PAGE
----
Their eyes are also much more sensitive to light due to the large number of rods in their eyes (retinas) and the fact that they also have the tapetum lucidum to help them see at night as well.
Also, the way that their iris in their eye can adjust, the iris can widen a lot to allow even more light in at night than most other beings – remember, no matter if it seems dark out or not, light must enter the eye in order for anything to “see” in the dark.
Animals can not see in complete darkness because of the lack of light!
Sharks are another animal that can see well in the dark… and in the water too! This is because they have the tapetum lucidum to help them out as well.
Another animal with amazing night vision is the frog. Frogs can see colors in very very dark environments, far better than us humans or most other animals ever could imagine, because of the contrast that they see due to differing types of rods in their retinas!
Do Rabbits Prefer to Sleep in the Dark?
Rabbits are crepuscular, meaning that they are most active at dawn and dusk, when the sun is either rising or setting.
But just because they tend to be active at dawn and dusk, does not mean that they do not like to sleep in the dark.
Rabbits do like to sleep in the dark.
The darkness allows them to feel more protected and safe because it is harder for predators to see or find them.
And this ‘safe’ feeling has been passed on from the wild rabbit or hare, onto the domesticated bunny that we bring into our homes and call our pet.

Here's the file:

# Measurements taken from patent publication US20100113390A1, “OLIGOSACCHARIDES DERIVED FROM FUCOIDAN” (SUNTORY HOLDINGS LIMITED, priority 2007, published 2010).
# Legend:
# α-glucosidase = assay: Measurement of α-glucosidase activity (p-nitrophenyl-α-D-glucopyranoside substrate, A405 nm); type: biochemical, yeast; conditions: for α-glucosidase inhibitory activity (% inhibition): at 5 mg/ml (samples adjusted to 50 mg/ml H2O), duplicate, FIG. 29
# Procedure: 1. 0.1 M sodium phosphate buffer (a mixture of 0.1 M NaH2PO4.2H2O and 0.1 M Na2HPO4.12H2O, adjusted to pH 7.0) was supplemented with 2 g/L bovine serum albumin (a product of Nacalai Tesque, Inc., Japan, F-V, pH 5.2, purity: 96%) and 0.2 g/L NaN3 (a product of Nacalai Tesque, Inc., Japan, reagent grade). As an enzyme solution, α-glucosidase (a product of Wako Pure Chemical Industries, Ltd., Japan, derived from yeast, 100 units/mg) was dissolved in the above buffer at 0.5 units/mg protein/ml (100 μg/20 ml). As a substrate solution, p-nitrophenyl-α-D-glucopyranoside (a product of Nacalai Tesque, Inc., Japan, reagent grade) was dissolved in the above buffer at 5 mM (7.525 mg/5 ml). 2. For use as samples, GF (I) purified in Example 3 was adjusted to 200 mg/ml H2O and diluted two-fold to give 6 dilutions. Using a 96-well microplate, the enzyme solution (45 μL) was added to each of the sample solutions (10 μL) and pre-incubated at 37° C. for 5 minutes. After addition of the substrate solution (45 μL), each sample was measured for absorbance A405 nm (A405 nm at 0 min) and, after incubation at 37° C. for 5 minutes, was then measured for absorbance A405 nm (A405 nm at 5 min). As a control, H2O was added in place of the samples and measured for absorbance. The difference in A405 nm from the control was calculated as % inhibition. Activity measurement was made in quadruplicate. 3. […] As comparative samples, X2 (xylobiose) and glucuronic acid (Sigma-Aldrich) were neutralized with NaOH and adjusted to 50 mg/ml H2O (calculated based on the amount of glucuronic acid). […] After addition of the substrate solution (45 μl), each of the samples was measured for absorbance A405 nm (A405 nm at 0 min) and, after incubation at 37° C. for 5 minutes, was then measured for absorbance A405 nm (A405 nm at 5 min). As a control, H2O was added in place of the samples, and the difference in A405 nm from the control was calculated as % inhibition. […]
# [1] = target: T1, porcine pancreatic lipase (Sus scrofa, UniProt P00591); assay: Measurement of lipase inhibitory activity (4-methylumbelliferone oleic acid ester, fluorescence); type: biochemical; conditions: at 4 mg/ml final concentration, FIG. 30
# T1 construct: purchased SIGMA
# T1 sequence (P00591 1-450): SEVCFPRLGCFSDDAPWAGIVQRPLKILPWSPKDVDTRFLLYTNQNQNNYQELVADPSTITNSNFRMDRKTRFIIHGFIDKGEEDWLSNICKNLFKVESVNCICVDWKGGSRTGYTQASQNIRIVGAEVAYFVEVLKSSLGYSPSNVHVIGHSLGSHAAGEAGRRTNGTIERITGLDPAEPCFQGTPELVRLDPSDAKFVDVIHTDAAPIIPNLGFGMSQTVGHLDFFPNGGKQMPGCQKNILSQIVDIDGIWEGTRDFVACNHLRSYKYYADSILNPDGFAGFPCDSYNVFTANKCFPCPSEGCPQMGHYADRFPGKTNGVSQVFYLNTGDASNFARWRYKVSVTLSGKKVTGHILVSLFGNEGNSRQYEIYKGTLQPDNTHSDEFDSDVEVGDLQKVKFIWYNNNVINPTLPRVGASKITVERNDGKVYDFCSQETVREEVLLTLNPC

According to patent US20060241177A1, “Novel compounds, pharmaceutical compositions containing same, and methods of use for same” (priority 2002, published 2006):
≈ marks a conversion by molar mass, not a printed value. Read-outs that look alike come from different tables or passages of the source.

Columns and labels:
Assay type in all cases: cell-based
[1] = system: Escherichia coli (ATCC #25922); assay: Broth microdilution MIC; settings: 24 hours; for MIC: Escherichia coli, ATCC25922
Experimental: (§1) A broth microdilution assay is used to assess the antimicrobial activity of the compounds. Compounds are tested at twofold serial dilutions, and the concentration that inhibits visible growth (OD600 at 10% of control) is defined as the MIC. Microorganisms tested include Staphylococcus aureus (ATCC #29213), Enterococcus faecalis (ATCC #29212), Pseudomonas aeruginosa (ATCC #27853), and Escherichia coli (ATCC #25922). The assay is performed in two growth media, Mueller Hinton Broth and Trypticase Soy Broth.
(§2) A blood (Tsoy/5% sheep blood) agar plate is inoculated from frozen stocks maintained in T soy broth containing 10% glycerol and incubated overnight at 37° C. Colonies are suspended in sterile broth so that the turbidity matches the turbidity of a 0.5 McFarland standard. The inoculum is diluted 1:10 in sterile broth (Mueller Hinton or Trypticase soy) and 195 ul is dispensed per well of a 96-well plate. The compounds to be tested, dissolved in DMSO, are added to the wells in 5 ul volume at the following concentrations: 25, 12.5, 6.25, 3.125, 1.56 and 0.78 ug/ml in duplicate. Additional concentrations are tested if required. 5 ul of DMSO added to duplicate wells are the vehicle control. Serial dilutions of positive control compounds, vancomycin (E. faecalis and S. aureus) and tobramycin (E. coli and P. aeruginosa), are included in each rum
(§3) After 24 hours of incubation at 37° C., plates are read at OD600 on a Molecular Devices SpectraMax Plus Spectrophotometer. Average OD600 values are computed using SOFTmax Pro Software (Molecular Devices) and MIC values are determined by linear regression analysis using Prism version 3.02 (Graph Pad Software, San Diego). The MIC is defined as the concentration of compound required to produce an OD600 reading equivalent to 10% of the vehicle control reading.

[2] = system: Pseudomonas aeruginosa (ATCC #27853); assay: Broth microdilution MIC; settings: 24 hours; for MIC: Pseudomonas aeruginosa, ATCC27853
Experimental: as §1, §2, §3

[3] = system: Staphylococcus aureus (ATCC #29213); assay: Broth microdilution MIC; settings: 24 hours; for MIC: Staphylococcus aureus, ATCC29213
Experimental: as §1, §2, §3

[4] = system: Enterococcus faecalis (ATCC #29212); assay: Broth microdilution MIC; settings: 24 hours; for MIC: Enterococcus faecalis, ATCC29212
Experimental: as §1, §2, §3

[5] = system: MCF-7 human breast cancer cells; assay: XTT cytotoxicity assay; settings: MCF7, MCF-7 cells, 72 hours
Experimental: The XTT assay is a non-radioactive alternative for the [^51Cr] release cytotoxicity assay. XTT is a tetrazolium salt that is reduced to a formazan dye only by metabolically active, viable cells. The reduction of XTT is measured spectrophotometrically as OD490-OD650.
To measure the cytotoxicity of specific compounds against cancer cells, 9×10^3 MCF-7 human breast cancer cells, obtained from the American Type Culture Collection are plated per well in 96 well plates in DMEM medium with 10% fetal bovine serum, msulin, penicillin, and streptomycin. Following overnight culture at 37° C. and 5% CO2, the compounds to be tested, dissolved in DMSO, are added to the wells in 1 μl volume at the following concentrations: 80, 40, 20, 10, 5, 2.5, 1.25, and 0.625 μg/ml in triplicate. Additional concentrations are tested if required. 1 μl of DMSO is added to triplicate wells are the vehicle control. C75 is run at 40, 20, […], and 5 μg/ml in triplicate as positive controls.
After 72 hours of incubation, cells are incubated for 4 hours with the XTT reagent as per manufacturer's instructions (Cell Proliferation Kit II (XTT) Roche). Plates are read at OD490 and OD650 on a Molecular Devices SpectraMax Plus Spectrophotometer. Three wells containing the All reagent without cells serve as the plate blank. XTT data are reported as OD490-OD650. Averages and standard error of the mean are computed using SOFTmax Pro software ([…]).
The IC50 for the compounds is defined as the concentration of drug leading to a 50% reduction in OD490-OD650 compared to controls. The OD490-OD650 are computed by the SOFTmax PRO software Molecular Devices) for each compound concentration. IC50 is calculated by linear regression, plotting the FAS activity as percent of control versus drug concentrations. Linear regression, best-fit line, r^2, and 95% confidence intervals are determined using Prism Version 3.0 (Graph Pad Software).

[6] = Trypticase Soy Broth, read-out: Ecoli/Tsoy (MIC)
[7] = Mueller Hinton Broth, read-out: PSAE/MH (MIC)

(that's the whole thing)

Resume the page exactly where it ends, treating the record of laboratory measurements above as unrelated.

Do Rabbits Sleep With Their Eyes Closed?
Rabbits can sleep with their eyes open, even though not all bunnies will sleep with eyes open.
Usually rabbits will sleep with their eyes open when they feel that they need to stay alert and ready to flee at any given second. This is important for rabbits out in the wild, but not so much for domesticated pet buns.
When a rabbit becomes more comfortable with their surroundings, then they may someday close their eyes, or at least partially close their eyes, when sleeping.
They do see better than humans can see in the dark however.
That is why rabbits have adapted by using other senses, to help them maneuver and navigate in dark settings.
These senses and adaptations, such as great smell and good hearing, as well as whiskers, help make dark environments easier to “see” in.
Not all of a rabbit’s sight in dark situations is done with their eyes.
Because rabbits can easily navigate their surroundings without light, it is not necessary to provide them with artificial light or night-lights at night in their enclosures.
They do just fine without any help!
If you are worried about your rabbit’s eyesight, contact your awesome local veterinarian immediately to discuss further exploration into the issue.